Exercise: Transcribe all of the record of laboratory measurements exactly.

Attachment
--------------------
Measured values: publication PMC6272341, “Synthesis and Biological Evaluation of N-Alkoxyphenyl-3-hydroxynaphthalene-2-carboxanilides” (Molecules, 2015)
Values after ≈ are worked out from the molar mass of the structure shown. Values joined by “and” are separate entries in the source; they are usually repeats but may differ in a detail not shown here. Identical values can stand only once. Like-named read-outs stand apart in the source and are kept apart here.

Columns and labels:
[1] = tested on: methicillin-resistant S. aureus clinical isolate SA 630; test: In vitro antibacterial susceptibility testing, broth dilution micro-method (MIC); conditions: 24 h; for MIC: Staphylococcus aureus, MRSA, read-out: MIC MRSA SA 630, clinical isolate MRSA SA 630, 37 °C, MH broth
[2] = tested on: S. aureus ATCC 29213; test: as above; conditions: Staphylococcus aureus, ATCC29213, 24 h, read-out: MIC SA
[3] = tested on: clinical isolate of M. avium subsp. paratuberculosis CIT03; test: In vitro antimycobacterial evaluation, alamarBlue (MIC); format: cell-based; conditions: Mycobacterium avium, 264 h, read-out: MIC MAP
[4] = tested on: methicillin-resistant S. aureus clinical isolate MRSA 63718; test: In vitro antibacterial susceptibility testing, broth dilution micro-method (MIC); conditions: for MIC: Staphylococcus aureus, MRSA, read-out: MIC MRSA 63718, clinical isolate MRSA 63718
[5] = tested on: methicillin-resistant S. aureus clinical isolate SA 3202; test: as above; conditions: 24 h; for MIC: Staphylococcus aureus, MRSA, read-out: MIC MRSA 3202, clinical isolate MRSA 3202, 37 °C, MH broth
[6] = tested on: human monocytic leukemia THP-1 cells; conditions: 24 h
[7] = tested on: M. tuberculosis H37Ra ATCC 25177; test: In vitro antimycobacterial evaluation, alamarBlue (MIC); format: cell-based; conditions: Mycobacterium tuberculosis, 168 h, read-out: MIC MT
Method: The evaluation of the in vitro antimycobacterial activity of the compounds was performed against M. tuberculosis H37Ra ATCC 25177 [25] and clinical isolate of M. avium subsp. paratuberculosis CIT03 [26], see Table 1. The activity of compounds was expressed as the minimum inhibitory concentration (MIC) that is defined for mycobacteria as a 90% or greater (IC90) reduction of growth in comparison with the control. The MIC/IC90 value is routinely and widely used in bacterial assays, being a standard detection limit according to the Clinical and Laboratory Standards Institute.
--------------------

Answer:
Measured values: publication PMC6272341, “Synthesis and Biological Evaluation of N-Alkoxyphenyl-3-hydroxynaphthalene-2-carboxanilides” (Molecules, 2015)
Values after ≈ are worked out from the molar mass of the structure shown. Values joined by “and” are separate entries in the source; they are usually repeats but may differ in a detail not shown here. Identical values can stand only once. Like-named read-outs stand apart in the source and are kept apart here.

Columns and labels:
[1] = tested on: methicillin-resistant S. aureus clinical isolate SA 630; test: In vitro antibacterial susceptibility testing, broth dilution micro-method (MIC); conditions: 24 h; for MIC: Staphylococcus aureus, MRSA, read-out: MIC MRSA SA 630, clinical isolate MRSA SA 630, 37 °C, MH broth
[2] = tested on: S. aureus ATCC 29213; test: as above; conditions: Staphylococcus aureus, ATCC29213, 24 h, read-out: MIC SA
[3] = tested on: clinical isolate of M. avium subsp. paratuberculosis CIT03; test: In vitro antimycobacterial evaluation, alamarBlue (MIC); format: cell-based; conditions: Mycobacterium avium, 264 h, read-out: MIC MAP
[4] = tested on: methicillin-resistant S. aureus clinical isolate MRSA 63718; test: In vitro antibacterial susceptibility testing, broth dilution micro-method (MIC); conditions: for MIC: Staphylococcus aureus, MRSA, read-out: MIC MRSA 63718, clinical isolate MRSA 63718
[5] = tested on: methicillin-resistant S. aureus clinical isolate SA 3202; test: as above; conditions: 24 h; for MIC: Staphylococcus aureus, MRSA, read-out: MIC MRSA 3202, clinical isolate MRSA 3202, 37 °C, MH broth
[6] = tested on: human monocytic leukemia THP-1 cells; conditions: 24 h
[7] = tested on: M. tuberculosis H37Ra ATCC 25177; test: In vitro antimycobacterial evaluation, alamarBlue (MIC); format: cell-based; conditions: Mycobacterium tuberculosis, 168 h, read-out: MIC MT
Method: The evaluation of the in vitro antimycobacterial activity of the compounds was performed against M. tuberculosis H37Ra ATCC 25177 [25] and clinical isolate of M. avium subsp. paratuberculosis CIT03 [26], see Table 1. The activity of compounds was expressed as the minimum inhibitory concentration (MIC) that is defined for mycobacteria as a 90% or greater (IC90) reduction of growth in comparison with the control. The MIC/IC90 value is routinely and widely used in bacterial assays, being a standard detection limit according to the Clinical and Laboratory Standards Institute.